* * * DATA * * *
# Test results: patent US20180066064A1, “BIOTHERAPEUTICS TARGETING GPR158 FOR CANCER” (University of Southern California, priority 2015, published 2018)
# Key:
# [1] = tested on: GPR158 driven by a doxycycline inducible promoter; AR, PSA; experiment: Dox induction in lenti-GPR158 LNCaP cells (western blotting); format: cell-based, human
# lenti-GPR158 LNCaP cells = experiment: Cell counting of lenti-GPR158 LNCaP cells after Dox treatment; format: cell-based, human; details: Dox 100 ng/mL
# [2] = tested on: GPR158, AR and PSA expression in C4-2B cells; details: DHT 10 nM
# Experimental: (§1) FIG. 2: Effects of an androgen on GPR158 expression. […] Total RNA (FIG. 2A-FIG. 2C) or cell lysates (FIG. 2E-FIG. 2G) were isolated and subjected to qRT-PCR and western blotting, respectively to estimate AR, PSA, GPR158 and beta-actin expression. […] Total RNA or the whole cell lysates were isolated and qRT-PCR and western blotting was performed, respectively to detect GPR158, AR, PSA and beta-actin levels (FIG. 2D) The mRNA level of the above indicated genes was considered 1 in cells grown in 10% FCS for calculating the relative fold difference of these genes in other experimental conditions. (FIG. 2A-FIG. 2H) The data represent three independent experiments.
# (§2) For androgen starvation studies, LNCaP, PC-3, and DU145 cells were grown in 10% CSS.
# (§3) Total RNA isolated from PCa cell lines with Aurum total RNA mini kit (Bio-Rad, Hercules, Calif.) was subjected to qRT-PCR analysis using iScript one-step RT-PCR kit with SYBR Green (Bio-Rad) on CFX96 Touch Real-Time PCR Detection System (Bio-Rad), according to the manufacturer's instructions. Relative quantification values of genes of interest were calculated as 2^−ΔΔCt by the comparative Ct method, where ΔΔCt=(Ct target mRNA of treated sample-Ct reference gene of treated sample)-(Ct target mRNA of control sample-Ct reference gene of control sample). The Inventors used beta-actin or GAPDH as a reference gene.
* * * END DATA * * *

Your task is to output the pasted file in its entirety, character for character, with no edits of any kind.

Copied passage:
# Test results: patent US20180066064A1, “BIOTHERAPEUTICS TARGETING GPR158 FOR CANCER” (University of Southern California, priority 2015, published 2018)
# Key:
# [1] = tested on: GPR158 driven by a doxycycline inducible promoter; AR, PSA; experiment: Dox induction in lenti-GPR158 LNCaP cells (western blotting); format: cell-based, human
# lenti-GPR158 LNCaP cells = experiment: Cell counting of lenti-GPR158 LNCaP cells after Dox treatment; format: cell-based, human; details: Dox 100 ng/mL
# [2] = tested on: GPR158, AR and PSA expression in C4-2B cells; details: DHT 10 nM
# Experimental: (§1) FIG. 2: Effects of an androgen on GPR158 expression. […] Total RNA (FIG. 2A-FIG. 2C) or cell lysates (FIG. 2E-FIG. 2G) were isolated and subjected to qRT-PCR and western blotting, respectively to estimate AR, PSA, GPR158 and beta-actin expression. […] Total RNA or the whole cell lysates were isolated and qRT-PCR and western blotting was performed, respectively to detect GPR158, AR, PSA and beta-actin levels (FIG. 2D) The mRNA level of the above indicated genes was considered 1 in cells grown in 10% FCS for calculating the relative fold difference of these genes in other experimental conditions. (FIG. 2A-FIG. 2H) The data represent three independent experiments.
# (§2) For androgen starvation studies, LNCaP, PC-3, and DU145 cells were grown in 10% CSS.
# (§3) Total RNA isolated from PCa cell lines with Aurum total RNA mini kit (Bio-Rad, Hercules, Calif.) was subjected to qRT-PCR analysis using iScript one-step RT-PCR kit with SYBR Green (Bio-Rad) on CFX96 Touch Real-Time PCR Detection System (Bio-Rad), according to the manufacturer's instructions. Relative quantification values of genes of interest were calculated as 2^−ΔΔCt by the comparative Ct method, where ΔΔCt=(Ct target mRNA of treated sample-Ct reference gene of treated sample)-(Ct target mRNA of control sample-Ct reference gene of control sample). The Inventors used beta-actin or GAPDH as a reference gene.